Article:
Piers Ploughman (Wright)/Passus 13

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Passus Decimus Tertius, etc.

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nd I awaked therwith       8025

Wit-lees ner-hande,
And as a freke that fre were
Forth gan I walke
In manere of a mendinaunt
Many a yer after,       8030
And of this metyng many tyme
Muche thought I hadde.

First how Fortune me failed
At my mooste nede;
And how that Elde manaced me,
Myghte we evere mete;
And how that freres folwede
Folk that was riche,
And folk that was povere
At litel pris thei sette;       8040
And no corps in hir kirk-yerde
Nor in his kirk was buryed,
But quik he biquethe aught
To quyte with hir dettes;
And how this Coveitise over-com
Clerkes and preestes;
And how that lewed men ben lad,
But oure Lord hem helpe,
Thorugh un-konnynge curatours,
To incurable peynes.       8050

And how that Ymaginatif
In dremels me tolde
Of Kynde and of his konnynge,
And how curteis he is to bestes,
And how lovynge he is to briddes
On londe and on watre.
Leneth he no lif
Lasse ne moore.
The creatures that crepen
Of kynde ben engendred.       8060
And sithen how Ymaginatif seide,
Vix salvabitur;
And whan he hadde seid so,
How sodeynliche he passed.

I lay doun longe in this thoght,
And at the laste I slepte.
And as Crist wolde, ther com Conscience
To conforte me that tyme,
And bad me come to his court,
With Clergie sholde I dyne;       8070
And for Conscience of Clergie spak,
I com wel the rather.
And there I seigh a maister,
What man he was I nyste,
That lowe louted
And loveliche to Scripture.

Conscience knew hym wel,
And welcomed hym faire.
Thei wesshen and wipeden,
And wenten to the dyner.       8080
And Pacience in the paleis stood
In pilgrymes clothes,
And preyde mete par charité
For a povere heremyte.

Conscience called hym in,
And curteisliche seide,
"Welcome! wye; go and wasshe;
Thow shalt sitte soone."

This maister was maad sitte,
As for the mooste worthi.       8090
And thanne Clergie and Conscience
And Pacience cam after.

Pacience and I
Were put to be macches,
And seten bi oureselve
At the side borde.

Conscience called after mete;
And thanne cam Scripture,
And served hem thus soone
Of sondry metes manye,       8100
Of Austyn, of Ambrose,
And of the foure Euvangelistes,
Edentis et bibentis quæ apud eos sunt.[1]

Ac this maister nor his man
No maner flesshe eten;
Ac thei eten mete of moore cost,
Mortrews and potages
Of that men mys-wonne
Thei made hem wel at ese.       8110
Ac hir sauce was over sour,
And unsavourly grounde
In a morter post mortem
Of many a bitter peyne,
But if thei synge for tho soules,
And wepe salte teris.
Vos qui peccata hominum comeditis,
nisi pro eis lacrimas et orationes
effunderitis, ea quæ in
deliciis comeditis, in tormentis       8120

Conscience ful curteisly tho
Comaunded Scripture
Bifore Pacience breed to brynge
And me that was his macche.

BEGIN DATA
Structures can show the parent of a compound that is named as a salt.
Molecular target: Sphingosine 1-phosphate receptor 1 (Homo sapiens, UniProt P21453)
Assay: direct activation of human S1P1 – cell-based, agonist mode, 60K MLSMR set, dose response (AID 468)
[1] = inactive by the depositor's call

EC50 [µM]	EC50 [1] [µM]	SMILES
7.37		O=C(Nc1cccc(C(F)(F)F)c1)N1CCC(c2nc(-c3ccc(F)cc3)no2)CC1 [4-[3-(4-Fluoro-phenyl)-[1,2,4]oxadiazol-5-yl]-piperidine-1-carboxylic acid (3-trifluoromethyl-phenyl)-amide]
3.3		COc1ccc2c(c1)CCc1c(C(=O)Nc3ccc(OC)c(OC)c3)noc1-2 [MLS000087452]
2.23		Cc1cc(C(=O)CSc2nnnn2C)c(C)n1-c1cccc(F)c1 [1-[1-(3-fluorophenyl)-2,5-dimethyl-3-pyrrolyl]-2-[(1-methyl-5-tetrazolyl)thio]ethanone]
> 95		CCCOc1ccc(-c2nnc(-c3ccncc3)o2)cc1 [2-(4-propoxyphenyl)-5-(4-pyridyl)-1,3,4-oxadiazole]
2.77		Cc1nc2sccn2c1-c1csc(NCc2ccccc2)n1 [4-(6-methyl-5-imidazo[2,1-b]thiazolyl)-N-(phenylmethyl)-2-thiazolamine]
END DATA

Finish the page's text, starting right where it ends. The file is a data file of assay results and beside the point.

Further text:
He sette a sour loof to-forn us,
And seide, "agite pænitentiam."
"As longe," quod I, "as I lyve,
And lycame may dure."
"Here is propre service," quod Pacience,       8130
"Ther fareth no prince bettre,"

And thanne he broughte us forth a mees of oother mete,
Of Miserere mei, Deus,
And he broughte us of Beati quorum,
Of Beatus-virres makyng.
Et quorum tecta sunt peccata in a disshe,
Of derne shrifte Dixi et confitebor tibi.
"Bryng Pacience som pitaunce,"
Pryveliche quod Conscience.

And thanne hadde Pacience a pitaunce.       8140
Pro hac orabit ad te omnis sanctus
in tempore oportuno.
And Conscience conforted us,
And carped us murye tales.
Cor contritum et humiliatum Deus non despicies.[1]

Pacience was proud
Of that propre service,
And made hym murthe with his mete;
Ac I mornede evere,       8150
For this doctour on the heighe dees
Drank wyn so faste.
Væ vobis qui potentes estis ad bibendum vinum![1]
He eet manye sondry metes,
Mortrews and puddynges,
Wombe-cloutes and wilde brawen,
And egges y-fryed with grece.

Thanne seide I to myself so
Pacience it herde,       8160
"It is noght foure dayes that this freke
Bifore the deen of Poules
Preched of penaunces
That Poul the apostle suffrede,
In fame et frigore
And flappes of scourges."
Ter cæsus sum, et a Judeis quinquies
quadragenas, etc.

Ac o word thei over-huppen
At ech a tyme that thei preche,       8170
That Poul in his Pistle
To al the peple tolde:
Periculum est in falsis fratribus.

Holi writ bit men be war,
I wol noght write it here
In Englisshe, on aventure
It sholde be reherced to ofte,
And greve therwith goode men,
Ac gramariens shul redde.
Unusquisque a fratre se custodiat,       8180
quia, ut dicitur, periculum est
in falsis fratribus.

Ac I wiste nevere freke that as a frere yede
Bifore men on Englisshe
Taken it for his teme,
And telle it withouten glosyng.
They prechen that penaunce is
Profitable to the soule,
And what meschief and male ese
Crist for man tholede.       8190

"Ac this Goddes gloton," quod I,